Womens groups in all villages have indicated that they require training in several skills. The skills mentioned by groups include: Financial management includes bookkeeping and budgeting Proposal/grant writing Leadership Sewing

Please see Appendix 6 for reference. Sewing was mentioned as a desirable skill because many of the womens groups already have some knowledge of sewing and measuring. They want to be trained to further enhance their sewing and measurement skills as well as improve the variety and quality of their products. It should be noted that many sewing machines belonging to womens groups are broken and there arent many (if any) local persons who can fix them. It may be beneficial to train local persons to fix sewing machines in addition to teaching them sewing skills. Administrative skills are also important to womens groups. Bookkeeping was mentioned as a desirable skill by 10 groups, budgeting was mentioned by 3 groups, and proposal/grant writing by 5 groups. Financial management, in a general sense, was mentioned by 9 groups in discussions. For the purposes of this report, bookkeeping and budgeting have been categorized under financial management. Financial management was expressed as one of the most important skills for groups. Losing track of money (e.g. loans) and over-spending were listed as major causes for the collapse of financial stability (and sometimes the operations and existence) of womens groups. Training in bookkeeping and budgeting would help groups keep good financial records and allocate money appropriately for present and future uses. Proposal/grant writing, though only mentioned by 5 groups, should also be trained to all womens groups. Many of the womens groups that are not active have stated that they require funding to restart. Training in proposal writing would allow the groups to apply for grants and potential funding. Leadership skills should also be taught to womens groups, especially those in executive positions. Topics such as planning, coaching, effective communication, public speaking, conflict resolution, and time management, among others, should be addressed.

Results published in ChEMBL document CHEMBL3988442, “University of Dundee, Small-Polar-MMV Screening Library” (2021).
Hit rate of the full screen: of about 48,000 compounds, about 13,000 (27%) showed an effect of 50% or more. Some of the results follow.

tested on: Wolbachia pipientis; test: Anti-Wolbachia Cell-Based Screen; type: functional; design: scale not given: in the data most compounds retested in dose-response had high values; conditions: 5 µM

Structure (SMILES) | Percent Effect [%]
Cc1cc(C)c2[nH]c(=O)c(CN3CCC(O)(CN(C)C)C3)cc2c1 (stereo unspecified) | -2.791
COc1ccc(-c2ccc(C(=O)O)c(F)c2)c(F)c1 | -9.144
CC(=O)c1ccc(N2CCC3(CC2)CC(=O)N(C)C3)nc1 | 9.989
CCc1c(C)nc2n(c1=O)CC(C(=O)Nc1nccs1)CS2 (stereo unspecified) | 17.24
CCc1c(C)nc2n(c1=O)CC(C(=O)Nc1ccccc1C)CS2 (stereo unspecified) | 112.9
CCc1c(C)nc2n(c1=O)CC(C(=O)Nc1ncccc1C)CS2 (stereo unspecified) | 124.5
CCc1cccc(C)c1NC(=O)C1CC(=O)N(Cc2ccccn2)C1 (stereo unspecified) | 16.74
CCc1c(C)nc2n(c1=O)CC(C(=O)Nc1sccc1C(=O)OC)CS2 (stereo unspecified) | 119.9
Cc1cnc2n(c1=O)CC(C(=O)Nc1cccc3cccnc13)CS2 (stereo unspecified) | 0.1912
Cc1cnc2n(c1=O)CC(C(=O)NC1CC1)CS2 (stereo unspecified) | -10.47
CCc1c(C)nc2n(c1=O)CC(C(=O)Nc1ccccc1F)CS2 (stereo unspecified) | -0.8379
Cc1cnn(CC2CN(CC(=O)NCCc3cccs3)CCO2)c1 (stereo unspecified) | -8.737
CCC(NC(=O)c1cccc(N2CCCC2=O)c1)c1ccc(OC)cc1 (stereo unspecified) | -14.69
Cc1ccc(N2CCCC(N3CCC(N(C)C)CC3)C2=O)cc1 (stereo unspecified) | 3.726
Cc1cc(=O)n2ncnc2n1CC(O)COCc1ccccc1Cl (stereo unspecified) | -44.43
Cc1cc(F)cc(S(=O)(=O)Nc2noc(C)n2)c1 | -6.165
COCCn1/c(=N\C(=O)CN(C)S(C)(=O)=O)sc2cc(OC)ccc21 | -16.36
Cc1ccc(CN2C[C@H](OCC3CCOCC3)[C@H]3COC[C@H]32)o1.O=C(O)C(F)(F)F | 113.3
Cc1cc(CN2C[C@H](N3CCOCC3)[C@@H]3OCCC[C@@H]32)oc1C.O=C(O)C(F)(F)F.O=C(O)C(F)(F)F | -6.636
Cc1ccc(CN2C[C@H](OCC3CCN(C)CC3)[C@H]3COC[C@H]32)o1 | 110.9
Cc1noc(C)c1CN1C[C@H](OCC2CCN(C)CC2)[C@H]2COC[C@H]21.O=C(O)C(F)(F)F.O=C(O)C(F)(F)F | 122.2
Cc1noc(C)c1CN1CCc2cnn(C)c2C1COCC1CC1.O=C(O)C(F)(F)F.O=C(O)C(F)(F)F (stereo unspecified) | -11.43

NOTES FROM GROUP DISCUSSIONS


The data collected from questionnaires do not capture all the comments offered and non-verbal cues displayed by the women interviewed. The facilitators have documented some observations below and recorded comments not captured by survey questions.

Participation & Commitment


In most villages, participation in womens groups is an issue. Groups are in need of more interested persons and active members people who will be enthusiastic about the activities and goals of the womens groups. When it comes to meetings and discussions, people in elected positions (e.g. Chairwomen) tend to do most of the talking for their groups while other members contribute on an infrequent basis. Some groups have also experienced that some of their executive members (e.g. Treasurers, Secretaries) are not actively participating in activities and/or meetings. They accept their positions and do not turn up to attend meetings and take care of their responsibilities. This lack of participation and commitment is an issue for womens groups who are trying to run effectively. Sand Creek has three womens groups, but only one was represented at the time of the questionnaire. One of the Sand Creek womens groups has a well-known history of strong activity, but is currently not functioning. The Sand Creek womens group representatives participated in discussions a lot more in comparison to groups in other villages. There is also a lack of youth participation in most villages, an exception being Parikawarunawa where young women were passionate and participating actively in answering questions.